The contribution of blood-derived cells in the progression of AD pathology has recently evoked a lot of attention. Considering that most patients with AD have a history of cerebrovascular dysfunctions, or even periodical/chronic ischemic insults, it can be assumed that blood-derived cells can gain access to the brain of patients. This is also supported by reports indicating that 40–60% of AD patients have a leaky BBB [8]. Furthermore, many studies have reported that circulating immune cells including PBMCs can reach CNS through the BBB as part of normal immune surveillance [9]. In AD patients, activated T cells are present in both the systemic circulation and the brain [10, 11], indicating an exchange between the periphery and the CNS. By using APP/IFN-γ model of AD, authors showed that immunization with Aβ resulted in the accumulation of T cells at Aβ plaques in the brain. These T cells induced almost a complete clearance of Aβ [12]. Furthermore, bone marrow-derived microglia plays a critical role in restricting senile plaque formation in AD [13]. However, the benefit provided by these cells is still debatable. Indeed, the bone marrow-derived cell recruitment is a marginal effect in normal physiology [13], but greater in pathological conditions affecting the integrity of the CNS, such as stroke [14] and amyotrophic lateral sclerosis [15].

The molecular mechanisms that could explain the clearance of Aβ by infiltrating monocytes are poorly studied. Some mechanisms emphasized the crucial role of the expression of the chemokine receptor CCR2 to promote the monocyte infiltration across the BBB [16], others showed that microglial acidification was impaired compared to peripheral monocytes [17] and IL-1β represented also a good inducer to decrease the amyloid burden by peripheral immune cells [18]. However, the impact of an inflammatory environment in the autophagic state of PBMCs has never been studied. Yet we know that AD is characterized by an accumulation of autophagic vesicles (AVs) in dystrophic neurites [19] and recent in vitro study showed particular sensitivity of microglial autophagy towards an inflammatory stress [20]. Autophagy can be separated into three major distinct autophagic processes: macroautophagy, microautophagy and chaperone mediated autophagy (CMA), according to the mechanism that is used to deliver cellular substrates to the lysosomes. Macroautophagy (hereafter termed autophagy) is a lysosomal degradation pathway for long-life proteins and organelles sequestered by double membrane vesicles called autophagosomes, playing a role in metabolic homeostasis, in cell defense against many infections and degenerative states and influencing cellular immune responses [2123]. In contrast, microautophagy is a process that results in the cytoplasm being directly engulfed at the lysosomal surface, without the involvement of intermediate transport vesicles. CMA is quite distinct from macroautophagy and microautophagy processes, in terms of selectivity and mechanism of degradation. CMA is responsible for the selective degradation of 30% of all soluble cytosolic proteins harboring a unique pentapeptide motif (KFERQ). This amino acid sequence is specifically recognized by a cytosolic chaperone, heat-shock cognate 70 (hsc70) and its co-chaperones, which selectively target these proteins to lysosomes for degradation [24].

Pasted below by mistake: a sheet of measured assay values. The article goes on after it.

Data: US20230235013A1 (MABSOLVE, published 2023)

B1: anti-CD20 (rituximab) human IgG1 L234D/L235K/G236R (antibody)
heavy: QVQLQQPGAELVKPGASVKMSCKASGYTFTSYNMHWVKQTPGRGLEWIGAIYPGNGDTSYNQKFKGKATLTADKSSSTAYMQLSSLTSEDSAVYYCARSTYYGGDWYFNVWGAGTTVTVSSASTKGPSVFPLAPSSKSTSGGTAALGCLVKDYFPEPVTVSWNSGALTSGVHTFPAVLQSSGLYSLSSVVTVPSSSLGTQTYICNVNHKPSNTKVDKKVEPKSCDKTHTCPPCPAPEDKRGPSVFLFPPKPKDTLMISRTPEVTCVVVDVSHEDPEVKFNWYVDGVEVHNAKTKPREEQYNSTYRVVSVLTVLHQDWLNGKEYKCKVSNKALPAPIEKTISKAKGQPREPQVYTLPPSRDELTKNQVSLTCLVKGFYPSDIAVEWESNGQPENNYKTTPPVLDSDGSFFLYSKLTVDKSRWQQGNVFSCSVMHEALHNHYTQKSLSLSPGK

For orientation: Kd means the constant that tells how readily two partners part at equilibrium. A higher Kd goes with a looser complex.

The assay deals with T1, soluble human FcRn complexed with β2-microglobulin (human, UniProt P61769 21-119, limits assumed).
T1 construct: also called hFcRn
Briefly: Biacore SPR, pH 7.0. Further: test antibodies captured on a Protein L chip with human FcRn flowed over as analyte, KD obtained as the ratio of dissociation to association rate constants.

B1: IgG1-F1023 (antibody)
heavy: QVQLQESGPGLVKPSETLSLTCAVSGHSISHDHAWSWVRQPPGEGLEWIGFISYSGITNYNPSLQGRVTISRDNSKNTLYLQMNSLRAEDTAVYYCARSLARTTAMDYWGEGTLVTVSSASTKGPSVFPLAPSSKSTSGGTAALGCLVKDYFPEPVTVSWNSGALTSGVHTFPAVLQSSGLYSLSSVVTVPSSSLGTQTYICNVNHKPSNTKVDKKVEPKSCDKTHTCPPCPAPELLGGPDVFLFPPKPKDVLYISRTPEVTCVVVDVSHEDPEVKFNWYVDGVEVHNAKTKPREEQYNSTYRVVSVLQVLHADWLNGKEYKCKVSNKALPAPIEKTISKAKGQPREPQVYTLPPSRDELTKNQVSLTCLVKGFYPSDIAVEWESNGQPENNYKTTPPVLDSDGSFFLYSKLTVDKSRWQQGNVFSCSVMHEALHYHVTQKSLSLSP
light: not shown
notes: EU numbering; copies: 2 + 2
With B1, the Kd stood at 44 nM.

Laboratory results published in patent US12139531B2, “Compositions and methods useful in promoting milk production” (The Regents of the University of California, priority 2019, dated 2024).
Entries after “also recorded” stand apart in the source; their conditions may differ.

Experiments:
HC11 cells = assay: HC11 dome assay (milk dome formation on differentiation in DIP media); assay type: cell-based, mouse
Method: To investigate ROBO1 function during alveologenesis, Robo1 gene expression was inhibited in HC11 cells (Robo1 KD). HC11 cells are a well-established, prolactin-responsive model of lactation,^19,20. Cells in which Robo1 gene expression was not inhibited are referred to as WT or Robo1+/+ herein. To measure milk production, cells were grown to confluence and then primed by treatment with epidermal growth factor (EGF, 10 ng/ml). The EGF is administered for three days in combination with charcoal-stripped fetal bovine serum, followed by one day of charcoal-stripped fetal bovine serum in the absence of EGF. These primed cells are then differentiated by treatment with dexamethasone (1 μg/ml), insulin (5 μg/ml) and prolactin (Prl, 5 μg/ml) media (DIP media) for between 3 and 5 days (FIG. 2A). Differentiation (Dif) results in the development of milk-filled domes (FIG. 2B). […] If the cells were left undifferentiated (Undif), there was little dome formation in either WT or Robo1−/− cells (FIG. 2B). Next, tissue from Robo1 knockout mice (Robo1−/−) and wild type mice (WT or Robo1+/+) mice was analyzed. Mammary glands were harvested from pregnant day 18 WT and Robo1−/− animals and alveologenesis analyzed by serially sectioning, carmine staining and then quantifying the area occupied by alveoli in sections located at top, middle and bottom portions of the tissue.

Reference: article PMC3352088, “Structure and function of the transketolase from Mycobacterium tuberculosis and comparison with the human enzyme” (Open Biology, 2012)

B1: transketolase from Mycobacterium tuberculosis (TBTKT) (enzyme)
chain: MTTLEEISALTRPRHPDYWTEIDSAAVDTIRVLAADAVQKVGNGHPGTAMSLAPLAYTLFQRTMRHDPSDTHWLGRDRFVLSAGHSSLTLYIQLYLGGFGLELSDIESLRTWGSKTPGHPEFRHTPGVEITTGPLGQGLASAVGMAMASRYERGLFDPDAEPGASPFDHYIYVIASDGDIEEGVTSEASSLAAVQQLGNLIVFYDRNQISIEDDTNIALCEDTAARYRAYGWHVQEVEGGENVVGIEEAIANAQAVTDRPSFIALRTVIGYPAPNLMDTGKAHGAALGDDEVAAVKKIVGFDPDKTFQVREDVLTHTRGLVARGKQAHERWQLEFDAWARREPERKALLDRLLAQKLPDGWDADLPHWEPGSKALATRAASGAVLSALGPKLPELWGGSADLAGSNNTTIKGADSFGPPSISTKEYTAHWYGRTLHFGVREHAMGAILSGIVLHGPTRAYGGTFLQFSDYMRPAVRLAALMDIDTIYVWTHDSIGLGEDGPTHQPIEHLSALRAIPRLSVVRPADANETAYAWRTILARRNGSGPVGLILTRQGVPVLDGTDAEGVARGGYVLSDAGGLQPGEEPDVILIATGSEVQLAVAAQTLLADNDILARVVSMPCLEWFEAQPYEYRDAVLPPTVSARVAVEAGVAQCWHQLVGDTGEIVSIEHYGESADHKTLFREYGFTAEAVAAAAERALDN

Therefore, the purpose of this study is to evaluate the impact of inflammation on autophagy in PBMCs from AD patients at baseline, 12 and 24 months of follow-up. Furthermore, PBMCs from healthy patients were also included and treated with 20 μM amyloid peptide 1–42 to mimic AD environment. Phytohaemagglutin (PHA)-stimulated PBMCs were cultured with or without the compound C16 well known as double stranded-RNA protein kinase (PKR) inhibitor and anti-inflammatory drug [25, 26] in order to find whether an inflammatory environment could modulate autophagy. To evaluate the inflammatory response, we focused only on three major cytokines IL-1β, TNF-α and IL-6 largely described in AD [2729] and sensitive to the anti-inflammatory drug C16 as previously published [26]. Results showed that inflammation would induce macroautophagy in the PBMCs while an anti-inflammatory environment could inhibit macroautophagic response. However, this positive autophagic activity of AD PBMCs could be altered in a very aggressive amyloid environment.

Materials and Methods

Suppliers of chemical products

Ficoll Histopaque®-1077, new born calf serum, phytohaemagglutin (PHA), sterile dimethylsulfoxide (DMSO) HybriMax®, the β-amyloid peptide (Aβ42), sodium fluoride (NaF), phenylmethylsulfonyl fluoride (PMSF), triton X-100, protease and phosphatase inhibitor cocktails and all reagent-grade chemicals for buffers were obtained from Sigma (St Quentin Fallavier, France). RPMI 1640 medium, 200 mM L-Glutamine, 5,000 units of penicillin (base) and 5,000 of streptomycin (base)/ml mixture (PS), Quant-it protein assay, Novex® 4–20% Tris-Glycine gels, NuPAGE® 4X LDS sample buffer, NuPAGE® sample reducing agent (10X), Novex® Tris-Glycine SDS running buffer and NuPAGE® antioxidant, iBlot® transfer stack regular (Nitrocellulose) from Gibco-Invitrogen (Fisher Bioblock Scientific distributor, Illkirch, France); the imidazolooxindole compound C16 from Merck Chemicals Calbiochem® (Merck Millipore, Billerica, Massachusetts, USA). Primary antibodies and secondary anti-rabbit G immunoglobunins (IgG) antibody conjugated with horseradish peroxydase (HRP) from Fisher Scientific (Illkirch, France) except microtubule-associated protein-light chain 3 (LC3) and p62/sequestosome 1 (SQSTM1) from MBL (Clinisciences distributor, Nanterre France), anti-β actin from Sigma (St Quentin Fallavier, France), Bovine Serum Albumine IgG free from Jackson ImmunoResearch (Interchim distributor, Montluçon, France). X-MAP® luminex Kit for cytokine assay from Merck Millipore (St-Quentin-en-Yvelines, France).